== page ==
NR 93 mins. Steve Barker UK, Spain, Belgium 2015
The Rezort advertises itself as Jurassic World meets The Walking Dead and, while it has little in common with AMC’s blockbuster series, it is a lot like Jurassic World (and perhaps even more like Jurassic Park).
The film is set ten years after a virus has killed billions of the earth’s inhabitants and transformed them into zombies. As in World War Z (2013), the humans fought back and, finally, after a devastating war, conquered the undead. The last few remaining zombies are confined to one lone island, the expensive and luxurious Rezort, where survivors can pay to hunt them. The film opens with a group of survivors assembling at the Rezort for their shot at working out their anger and grief on the cause of humanity’s devastation. One of them, however, in a plot device that blends Jurassic Park (1993) and 28 Days Later (2002), turns out to be a member of “Living 2”—an “Undead Rights Activist,” and in downloading files from the Rezort’s system, she introduces a virus. When the group is on the island, the virus causes the safety systems to shut down. As the undead are freed from their enclosures, the group of vacationers have to battle them in earnest.
The Rezort is moderately entertaining. While the writing and acting are lackluster at best, and the plot is entirely predictable, it does do something interesting with the zombie sub-genre. In fact, The Rezort distills a logical contradiction at the heart of many zombie narratives, making it glaringly apparent. It distills, more specifically, the contradictory progressive and regressive political impulses that typically animate zombie narratives.
On the one hand, The Rezort rather heavy-handedly emphasizes the idea that humans are the real monsters. In the very conception of the Rezort, where people come expressly to kill zombies, the inhumanity of humans is dramatically manifested.
Right around the middle of the film, Melanie (Jessica De Gouw) and “Living 2” activist Sadie (Elen Rhys) have a contemplative exchange about the undead, including an unusually explicit reference to the Haitian history of the term “zombie.” Sadie tells Melanie that when the Haitians were transported as slaves, “their soul became zombi. Meaning ‘all free will gone.’ Unthinking, uncaring. Right now,” she asks, “does that sound more like them or us?” She then adds, “If we can treat the dead like meat, then who’s to say we won’t be next?”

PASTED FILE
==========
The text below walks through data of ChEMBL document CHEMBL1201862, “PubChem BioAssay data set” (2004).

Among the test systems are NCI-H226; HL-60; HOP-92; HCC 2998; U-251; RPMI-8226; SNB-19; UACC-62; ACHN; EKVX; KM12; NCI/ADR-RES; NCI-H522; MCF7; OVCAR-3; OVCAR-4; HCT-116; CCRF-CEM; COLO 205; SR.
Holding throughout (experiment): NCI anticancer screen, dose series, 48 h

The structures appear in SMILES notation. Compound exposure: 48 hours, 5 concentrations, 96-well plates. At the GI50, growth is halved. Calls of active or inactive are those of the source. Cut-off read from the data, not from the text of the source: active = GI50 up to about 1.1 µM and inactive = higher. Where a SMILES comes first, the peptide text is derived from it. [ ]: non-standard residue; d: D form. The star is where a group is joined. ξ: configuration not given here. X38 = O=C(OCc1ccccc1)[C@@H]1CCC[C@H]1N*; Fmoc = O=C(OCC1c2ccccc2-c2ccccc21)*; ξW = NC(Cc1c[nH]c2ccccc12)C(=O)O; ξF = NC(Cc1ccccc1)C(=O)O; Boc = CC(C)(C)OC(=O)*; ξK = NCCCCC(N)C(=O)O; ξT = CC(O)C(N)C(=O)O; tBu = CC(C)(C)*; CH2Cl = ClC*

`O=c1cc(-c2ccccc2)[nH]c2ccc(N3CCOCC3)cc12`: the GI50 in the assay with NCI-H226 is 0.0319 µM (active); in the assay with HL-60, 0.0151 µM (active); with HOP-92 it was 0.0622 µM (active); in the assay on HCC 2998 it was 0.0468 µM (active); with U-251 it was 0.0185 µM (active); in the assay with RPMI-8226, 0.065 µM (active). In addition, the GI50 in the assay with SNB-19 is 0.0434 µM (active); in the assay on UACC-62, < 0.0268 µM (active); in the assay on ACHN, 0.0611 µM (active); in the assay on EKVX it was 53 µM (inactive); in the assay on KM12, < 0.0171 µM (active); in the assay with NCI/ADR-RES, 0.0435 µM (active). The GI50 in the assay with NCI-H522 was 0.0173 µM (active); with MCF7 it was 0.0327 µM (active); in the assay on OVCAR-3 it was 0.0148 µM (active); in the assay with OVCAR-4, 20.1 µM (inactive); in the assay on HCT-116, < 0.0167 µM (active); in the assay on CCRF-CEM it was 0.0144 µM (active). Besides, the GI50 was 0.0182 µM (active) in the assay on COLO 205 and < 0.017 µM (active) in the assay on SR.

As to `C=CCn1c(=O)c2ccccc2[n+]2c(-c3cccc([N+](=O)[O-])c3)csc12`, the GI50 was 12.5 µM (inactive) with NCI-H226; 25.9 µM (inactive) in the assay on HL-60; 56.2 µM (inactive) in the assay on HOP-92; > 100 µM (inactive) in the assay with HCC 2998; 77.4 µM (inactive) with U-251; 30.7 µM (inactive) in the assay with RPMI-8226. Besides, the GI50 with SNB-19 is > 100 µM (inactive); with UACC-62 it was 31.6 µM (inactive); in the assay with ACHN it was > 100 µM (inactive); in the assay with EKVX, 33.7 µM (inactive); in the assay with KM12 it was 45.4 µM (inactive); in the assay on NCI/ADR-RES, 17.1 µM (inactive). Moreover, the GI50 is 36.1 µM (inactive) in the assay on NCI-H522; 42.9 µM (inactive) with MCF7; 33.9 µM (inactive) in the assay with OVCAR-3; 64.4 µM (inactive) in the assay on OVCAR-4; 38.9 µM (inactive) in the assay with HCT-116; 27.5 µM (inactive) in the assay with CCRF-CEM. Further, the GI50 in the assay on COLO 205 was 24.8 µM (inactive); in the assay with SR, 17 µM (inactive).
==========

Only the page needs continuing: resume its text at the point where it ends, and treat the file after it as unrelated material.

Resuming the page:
This conversation goes right to the utopian heart of many progressive zombie narratives, which aim to use humans’ callous and unthinking brutality toward the dead (the ultimate “other”) in order to show the horrors of which humans are capable and that they, not the dead, are the real monsters. George Romero’s films—especially Dawn of the Dead (1978) and Land of the Dead (2005)—are invested in conveying this message.
The political edge is sharpened in The Rezort in that we find out the corporation that runs the Rezort is flying refugees of the long war against the zombies to the island, under guise of being a charity (Hope 4 U). There, the refugees are infected with the virus, making more zombies to feed the hunting industry. (This is a plot “twist” you can see a mile away in a pointed scene of refugees being flown . . .somewhere . . .and in the fact that no one seems to think about where the Rezort’s zombies come from in an era where the undead have all been supposedly wiped out.)
Melanie sums up the film’s progressive political message in the heavy-handed way that is the hallmark of this film: “We won a war but somehow we lost ourselves.”
So that’s all well and good. The Rezort makes resoundingly clear the progressive politics that lurk in many zombie narratives—among them Dawn of the Dead, Night of the Living Dead (1990), 28 Days Later, Land of the Dead, Diary of the Dead (2007), and (sometimes) AMC’s The Walking Dead.
There’s an inherent catch to making that argument in a zombie narrative, however. In all but a few rare cases, the zombies are, in fact, mindless sacks of “meat,” to use Sadie’s word—and they are actually trying to kill the human survivors. (The British TV series In the Flesh [2013-14] is a wonderful exception to this rule, as is Andrew Currie’s Fido , and M R Carey’s The Girl with All the Gifts  and the 2016 film based on the novel.) Characters can piously lament how humans become “monsters” in their brutal slaughter of zombies, but when the zombies are doing nothing but trying to kill and eat them, they have little choice but slaughter.
This stark contradiction is made crystal clear in The Rezort in that, immediately on the heels of Sadie and Melanie’s moment of contemplating humanity’s inhumanity, they see a horde of bloodthirsty zombies, let loose from their confines by the zombie rights activists, heading their way. Melanie ends their conversation about the inhumanity of humans by yelling, “Sadie, where’s your gun?” Much shooting of zombies in the head ensues. All of which suggests that when your life is on the line, niceties about humans’ inhumanity to one another (and to “Others”) fly out the door. And this is the almost inevitable message in zombie narratives, no matter how hard they may try to push the progressive agenda. In the end, what zombie narratives show us is the struggle to the death between zombies and humans; what is really at stake is simple survival.
The Rezort is interesting, then, for making so utterly clear the political contradiction that lies at the center of most zombie narratives.